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The great thing about mentoring partnerships is the long-term effects.
The more kids are mentored now, the stronger and more self-sufficient upcoming generations will be — a return on investment that means, of course, more mentors.
Buddy’s impact, the size and caliber of his demonstrable love, has permeated my whole way of thinking.
It’s what drives me to be a better father, a better husband, a better pastor, a better teacher, a better mentor.
Hospital staff had left them at the curb to manage for themselves, and the wife had neither the strength to lift him nor the will to touch him because he was in so much pain.
Buddy walked straight to the couple, offered to help, enlisted me to assist with the lifting, and prayed for the family once they were settled in for their trip home.
But it’s clear mentoring programs— introducing kids to clever new inventions, the joys of books, colorful paintings in a museum, the smell of oak trees — help children start to see possibilities for themselves they didn’t even know existed.
Let’s work together to make kids the center of a better future for Georgia by supporting increased funding, making donations, referring mentors — or developing trusting relationships with kids ourselves. Thigpen has worked in district, private, and charter schools in Georgia.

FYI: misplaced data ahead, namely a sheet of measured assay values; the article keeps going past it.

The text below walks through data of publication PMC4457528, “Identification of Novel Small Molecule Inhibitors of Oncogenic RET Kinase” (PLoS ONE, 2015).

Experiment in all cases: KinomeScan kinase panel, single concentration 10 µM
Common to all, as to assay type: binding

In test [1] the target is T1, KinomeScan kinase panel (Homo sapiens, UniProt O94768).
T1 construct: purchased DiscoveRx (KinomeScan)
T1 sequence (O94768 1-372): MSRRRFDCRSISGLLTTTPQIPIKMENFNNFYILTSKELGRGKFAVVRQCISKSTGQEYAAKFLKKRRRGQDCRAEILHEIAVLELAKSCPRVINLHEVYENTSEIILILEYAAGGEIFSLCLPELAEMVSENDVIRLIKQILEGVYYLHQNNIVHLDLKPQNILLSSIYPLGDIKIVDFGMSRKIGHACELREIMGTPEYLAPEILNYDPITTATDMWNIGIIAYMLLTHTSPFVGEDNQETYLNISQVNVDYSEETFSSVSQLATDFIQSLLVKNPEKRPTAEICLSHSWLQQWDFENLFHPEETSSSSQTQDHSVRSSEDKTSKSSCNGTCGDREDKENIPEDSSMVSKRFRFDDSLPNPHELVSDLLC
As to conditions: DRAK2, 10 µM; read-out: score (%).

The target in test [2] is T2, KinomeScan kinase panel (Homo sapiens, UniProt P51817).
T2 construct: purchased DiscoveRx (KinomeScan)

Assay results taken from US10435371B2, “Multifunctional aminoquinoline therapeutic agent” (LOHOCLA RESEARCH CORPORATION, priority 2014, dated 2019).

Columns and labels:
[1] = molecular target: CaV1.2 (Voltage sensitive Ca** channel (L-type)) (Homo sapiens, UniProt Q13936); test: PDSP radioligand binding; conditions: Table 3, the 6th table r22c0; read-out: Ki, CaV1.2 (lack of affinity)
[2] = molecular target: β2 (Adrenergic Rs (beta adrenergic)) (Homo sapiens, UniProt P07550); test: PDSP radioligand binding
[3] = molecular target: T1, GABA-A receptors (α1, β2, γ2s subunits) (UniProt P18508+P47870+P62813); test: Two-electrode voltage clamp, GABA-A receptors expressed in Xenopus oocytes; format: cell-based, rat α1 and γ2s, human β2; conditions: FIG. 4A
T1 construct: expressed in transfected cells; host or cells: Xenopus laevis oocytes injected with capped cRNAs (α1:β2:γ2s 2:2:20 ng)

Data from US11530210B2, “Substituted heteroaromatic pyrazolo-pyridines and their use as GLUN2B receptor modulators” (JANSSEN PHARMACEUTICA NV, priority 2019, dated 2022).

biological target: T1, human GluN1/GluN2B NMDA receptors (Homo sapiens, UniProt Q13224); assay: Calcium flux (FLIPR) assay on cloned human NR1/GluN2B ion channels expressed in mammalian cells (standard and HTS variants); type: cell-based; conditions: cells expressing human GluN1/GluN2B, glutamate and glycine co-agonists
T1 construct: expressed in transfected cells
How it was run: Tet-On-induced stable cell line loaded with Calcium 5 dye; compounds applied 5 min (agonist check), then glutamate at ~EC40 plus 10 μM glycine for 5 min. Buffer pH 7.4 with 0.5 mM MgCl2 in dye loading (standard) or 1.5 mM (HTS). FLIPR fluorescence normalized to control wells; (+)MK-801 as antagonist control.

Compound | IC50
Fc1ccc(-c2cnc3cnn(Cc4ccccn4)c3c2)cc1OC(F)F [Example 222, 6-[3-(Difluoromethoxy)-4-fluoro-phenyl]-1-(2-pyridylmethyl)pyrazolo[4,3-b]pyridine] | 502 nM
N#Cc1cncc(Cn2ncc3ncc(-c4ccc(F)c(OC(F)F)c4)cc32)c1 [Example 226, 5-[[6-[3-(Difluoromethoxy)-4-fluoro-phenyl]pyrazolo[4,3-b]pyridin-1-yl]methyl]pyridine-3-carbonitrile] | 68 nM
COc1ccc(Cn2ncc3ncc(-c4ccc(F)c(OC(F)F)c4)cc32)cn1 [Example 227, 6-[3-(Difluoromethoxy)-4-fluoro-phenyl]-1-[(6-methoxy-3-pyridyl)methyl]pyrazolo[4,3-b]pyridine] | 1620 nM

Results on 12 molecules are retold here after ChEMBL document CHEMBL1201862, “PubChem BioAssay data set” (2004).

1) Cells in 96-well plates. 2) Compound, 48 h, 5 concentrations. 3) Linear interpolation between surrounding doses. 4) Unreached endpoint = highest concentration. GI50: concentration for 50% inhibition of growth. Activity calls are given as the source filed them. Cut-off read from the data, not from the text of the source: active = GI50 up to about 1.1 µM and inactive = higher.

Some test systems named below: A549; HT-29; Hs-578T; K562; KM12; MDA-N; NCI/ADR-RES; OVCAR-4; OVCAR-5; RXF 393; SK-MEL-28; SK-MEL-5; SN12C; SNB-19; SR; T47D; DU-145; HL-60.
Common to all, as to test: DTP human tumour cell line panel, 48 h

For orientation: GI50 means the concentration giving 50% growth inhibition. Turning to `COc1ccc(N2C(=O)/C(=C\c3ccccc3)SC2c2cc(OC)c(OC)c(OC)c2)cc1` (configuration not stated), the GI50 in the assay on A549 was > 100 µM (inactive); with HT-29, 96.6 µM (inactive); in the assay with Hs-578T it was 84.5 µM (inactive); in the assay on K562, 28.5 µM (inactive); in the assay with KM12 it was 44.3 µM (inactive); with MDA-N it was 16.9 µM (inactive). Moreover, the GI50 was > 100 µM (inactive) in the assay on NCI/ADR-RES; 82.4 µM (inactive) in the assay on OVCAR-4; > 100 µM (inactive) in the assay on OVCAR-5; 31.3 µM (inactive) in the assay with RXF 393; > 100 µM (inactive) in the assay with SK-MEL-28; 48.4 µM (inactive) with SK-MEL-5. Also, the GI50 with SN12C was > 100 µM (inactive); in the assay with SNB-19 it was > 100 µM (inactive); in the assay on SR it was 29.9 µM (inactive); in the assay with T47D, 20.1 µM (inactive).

I care intensely about mentoring because it made me who I am. I was born white, male, and to a middle-income family.
Tens of thousands of Georgia children weren’t born into privileged settings like mine.
He taught my wife, Joy, and me there are no limitations on what we can do — that our ideas and dreams may be beyond the horizon, but absolutely worth pursuing.
Once as we were leaving a hospital together, Buddy saw a tearful young woman struggling to move her ailing husband from a wheelchair into their car.